Blue Ocean Society's Whale Sightings

Greetings! Thanks for visiting our blog. Our staff and interns will be posting their experiences here working on whale watch boats in NH and MA.

Saturday, August 6, 2011

August 6 Granite State

Jeffreys Ledge has continued to keep us on our toes all season and today was no exception. We have been having whale sightings over the past week or so in an area of Jeffreys Ledge, and yet everytime we venture out there we are once again surprised as to what we come across. So many people often ask if it ever gets old; going out and looking/watching whales twice a day all summer long. The instant answer is always no as just as it continues to be today, no two trips ever seem to be the same. Different whales, different species, different behaviors, are always changing which makes these wildlife watching extravaganzas all that more exciting! Just as our passengers don't quite know what they are going to see once they step aboard the boat, we too have no idea what we may come across or spend time with on any given trip. We typically return to areas where whales have most recently been seen, or have been reported seen, and search the horizon the entire time for any indication of whales nearby. It truly is a sense of excitement everytime we leave the harbor.

This morning we found a large fin whale inshore of where we have been seeing animals. With such a nice surprise we spent some great quality time with this animal, identified as #0926, circling around the area. This whale was not showcasing its "greyhound of the sea" abilities and staying relatively close by during each surfacing.

Fin whale #0926

With some wonderful looks at this slow moving animal (for the time being) we ventured on to other areas where the Ledge has continued to provide whale sightings over the past few days. Well we searched and searched some more. It took a bit of time but we ended up coming across another Fin whale. This animal was definitely scooting about the area but even with it coming up in all directions around the boat we got some nice looks at this animal. This whale has not been matched up to any of the whales in our on-board catalog which means this particular Fin whale may be a brand new visitor to Jeffreys Ledge! The distinct scar found on this animal helps us to tell this whale apart from other Fin whales even though it does not yet have a identifying number associated with it yet.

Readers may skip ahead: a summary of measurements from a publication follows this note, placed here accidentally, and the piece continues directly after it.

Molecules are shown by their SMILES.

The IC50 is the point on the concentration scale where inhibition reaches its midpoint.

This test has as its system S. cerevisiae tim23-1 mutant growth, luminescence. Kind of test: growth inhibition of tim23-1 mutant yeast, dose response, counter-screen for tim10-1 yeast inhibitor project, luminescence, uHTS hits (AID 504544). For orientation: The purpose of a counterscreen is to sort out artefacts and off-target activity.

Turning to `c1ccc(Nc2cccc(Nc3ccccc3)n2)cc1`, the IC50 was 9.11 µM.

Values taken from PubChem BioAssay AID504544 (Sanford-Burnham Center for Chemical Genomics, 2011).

Above: Quite the scar found on the back portion of this Fin whale's body
Below: The dorsal fin this same Fin whale

Glad to see this whale is still around the Ledge as we have spotted this whale a couple times already this season.

This afternoon we started by heading out to where we had seen Fin whale #0926 this morning. Well just as Jeffreys Ledge has been surprising us recently, we we in for yet another one. Instead of finding #0926 we saw spouts from 4 Fin whales, none of which were #0926! There was a pair swimming through the water together and two others out in the distance in different directions. As we eased our way into the mix of the 2nd largest animals in the world suddenly they all seemed to circle around us. In a matter of minutes the two Fin whales out in the distance moved into the area, the pair continued to maneuver together, and then suddenly all 4 whales were in unison just off our starboard side synchronizing their surfacings! What a moment to have 4 animals suddenly converge together and swim so close to the boat. Wow. Just as quickly as these whales came together, they dispersed just as fast. After going on a deeper dive two whale showed up out in the distance off our starboard side and two out in the distance off our port side. Easy come, easy go. Incredible. We stuck with the whales a bit closer to us and realized we knew exactly who both these animals were. It was Ladder and Fin whale #0622.

Above: Even from a distance we can distinguish Ladder from other whales based on (unfortunately) the scars of a boat propeller on this whale's back
Below: This distinct shape of Fin whale's #0622 dorsal fin

Both whales have been sighted over the course of the season but this was our first time seeing these two animals swimming along together this year.

Fin whale's #0622 and Ladder surfacing close to each other this afternoon

After some great looks at these whales we were off in search of more activity. Well turns out it didn't take long, and it was yet another surprise the Ledge had in store for us this afternoon. A critically endangered North Atlantic Right whale was passing through the area. Whatever the reason this species has been making itself known over the past few days in our neck of the woods we truly appreciate the rarity of just one of such a limited population of animals. Wow again.

With a bit more time we checked out a few more areas but no whale activity was nearby. Then we saw a spout. Not one, not two, but three Fin whales. And to make things even more interesting it was 3 of the orginial 4 we had started our trip with. They were on the move, swimming in a steady direction, just moving through the water with such ease and giving us a nice way to end the day out on the water.

It sometimes tends to be a bit tricky capturing two of the second largest animals in the whole world in one photo, they are just so large!

Thanks to everyone who joined us today and who kept the search going all throughout our trips. It really is amazing how you can see marine life at any point once you get out into the open ocean these whales call home. A special thanks to Debbie for adopting Pinball today! A whale we saw earlier this season and who was just spotted only two days ago by our whale watching friends up north in Bar Harbor, Maine!

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